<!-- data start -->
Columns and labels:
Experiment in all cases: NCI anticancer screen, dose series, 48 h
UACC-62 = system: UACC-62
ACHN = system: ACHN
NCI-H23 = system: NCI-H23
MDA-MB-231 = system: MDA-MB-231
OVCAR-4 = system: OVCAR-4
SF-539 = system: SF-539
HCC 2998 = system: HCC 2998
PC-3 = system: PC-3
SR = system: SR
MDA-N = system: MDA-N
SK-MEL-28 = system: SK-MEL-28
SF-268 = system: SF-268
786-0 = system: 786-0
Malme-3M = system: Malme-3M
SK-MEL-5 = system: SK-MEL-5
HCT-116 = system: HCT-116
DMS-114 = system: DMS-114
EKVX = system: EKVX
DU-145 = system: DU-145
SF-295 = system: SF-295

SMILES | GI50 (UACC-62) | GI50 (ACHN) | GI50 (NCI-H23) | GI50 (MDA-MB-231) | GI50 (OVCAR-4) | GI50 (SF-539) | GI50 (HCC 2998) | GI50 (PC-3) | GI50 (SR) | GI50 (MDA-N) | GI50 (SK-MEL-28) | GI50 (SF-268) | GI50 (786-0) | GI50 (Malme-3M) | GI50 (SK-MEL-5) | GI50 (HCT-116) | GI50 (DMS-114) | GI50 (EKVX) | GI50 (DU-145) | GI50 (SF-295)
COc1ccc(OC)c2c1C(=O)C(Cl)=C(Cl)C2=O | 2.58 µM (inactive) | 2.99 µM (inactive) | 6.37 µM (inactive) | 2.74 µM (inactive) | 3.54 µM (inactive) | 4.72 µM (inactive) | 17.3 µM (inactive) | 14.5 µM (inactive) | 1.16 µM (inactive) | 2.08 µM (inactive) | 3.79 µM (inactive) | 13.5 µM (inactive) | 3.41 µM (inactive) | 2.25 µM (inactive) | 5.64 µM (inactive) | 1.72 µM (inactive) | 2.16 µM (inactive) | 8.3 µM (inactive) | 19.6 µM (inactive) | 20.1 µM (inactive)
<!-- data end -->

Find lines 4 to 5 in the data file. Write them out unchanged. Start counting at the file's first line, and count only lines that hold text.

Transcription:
ACHN = system: ACHN
NCI-H23 = system: NCI-H23